Did the State Democratic Party just show its hand in the All-Dem SD7 race?

The state party’s financial support for Susan Bonilla
in the SD7 intraparty race may signal desperation.

STATE SENTATE | DISTRICT 7 | Never before has the California Democratic Party open its wallet to defeat one of its own. But political familicide is now a precedent-setting strategy in the hotly-contested Seventh State Senate District race between Democrats Susan Bonilla and Steve Glazer.

The state Democratic had already endorsed Bonilla, an Assemblymember in the 14th District, but like other frequently occurring intraparty race since the onset of open primaries in California three years ago, no money had officially changed hands in a race without an incumbent until this week.

According to the campaign finance reports, Bonilla received $73,000 in contributions from the state party, which was first reported Friday by the Sacramento Bee. The expenditure went toward mailers in support of Bonilla, the paper reported.

Because of the potentially precedent-setting tone of the contributions, it also suggests Bonilla’s campaign is feeling significantly challenged by Glazer’s surge since before the primary last March in which he easily won.

A special election was ordered for the Seventh District after Rep. Mark DeSaulnier won a seat in Congress last November to replace the retiring George Miller. The general election is set for May 19.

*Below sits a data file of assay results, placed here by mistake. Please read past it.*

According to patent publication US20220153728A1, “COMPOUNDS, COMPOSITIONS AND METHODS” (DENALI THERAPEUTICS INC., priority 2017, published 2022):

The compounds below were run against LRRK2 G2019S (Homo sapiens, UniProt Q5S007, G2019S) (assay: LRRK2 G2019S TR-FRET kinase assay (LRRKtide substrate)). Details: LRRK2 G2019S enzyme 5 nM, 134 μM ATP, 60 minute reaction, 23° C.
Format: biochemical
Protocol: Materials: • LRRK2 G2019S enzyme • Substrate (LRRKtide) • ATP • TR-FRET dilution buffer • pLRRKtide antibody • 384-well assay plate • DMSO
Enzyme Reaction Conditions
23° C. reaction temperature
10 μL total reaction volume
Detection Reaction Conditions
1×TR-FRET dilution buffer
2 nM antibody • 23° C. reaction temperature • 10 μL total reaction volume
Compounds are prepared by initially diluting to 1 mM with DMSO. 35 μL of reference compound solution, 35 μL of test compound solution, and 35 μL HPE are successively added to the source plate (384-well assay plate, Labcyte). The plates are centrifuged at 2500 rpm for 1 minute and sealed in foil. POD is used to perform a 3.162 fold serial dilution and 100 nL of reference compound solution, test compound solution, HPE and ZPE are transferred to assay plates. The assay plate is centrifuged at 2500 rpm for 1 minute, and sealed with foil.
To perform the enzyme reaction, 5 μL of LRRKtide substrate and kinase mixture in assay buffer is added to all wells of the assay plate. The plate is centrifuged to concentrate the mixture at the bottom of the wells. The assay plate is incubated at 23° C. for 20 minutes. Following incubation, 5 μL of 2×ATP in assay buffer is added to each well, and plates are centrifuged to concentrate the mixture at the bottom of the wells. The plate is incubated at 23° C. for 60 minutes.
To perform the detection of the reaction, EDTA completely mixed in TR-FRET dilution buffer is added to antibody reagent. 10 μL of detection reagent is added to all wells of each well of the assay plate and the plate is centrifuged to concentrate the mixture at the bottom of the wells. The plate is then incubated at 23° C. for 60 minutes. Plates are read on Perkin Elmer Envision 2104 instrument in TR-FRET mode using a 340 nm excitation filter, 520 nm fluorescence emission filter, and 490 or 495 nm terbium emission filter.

Meanwhile, similar to the primary, voters in the district that runs across Contra Costa County and the Tri Valley in Alameda County, have again be inundated with dozens of campaign mailers paid for with special interest money nearing $5 million, both, in favor and against each candidate. In some cases, the tenor of the mailers–by law, unaffiliated with each campaign–have been highly negative.

One piece sent by a labor-backed expenditure committee suggested Glazer was hostile towards women, which elicited a response in opposition from Glazer’s wife, who said he was not. And on Friday, Bonilla’s campaign condemned a mailer sent by the business-related expenditure group named JobsPAC, which featured school children along with the ominous tagline, “sexual abuse by a teacher can happen anywhere.” Bonilla’s campaign said the ads “sink to a new low.”

In a televised candidate forum last week, Glazer referenced the massive influx of money and mailers by telling voters to deposit them in their recycling bin.

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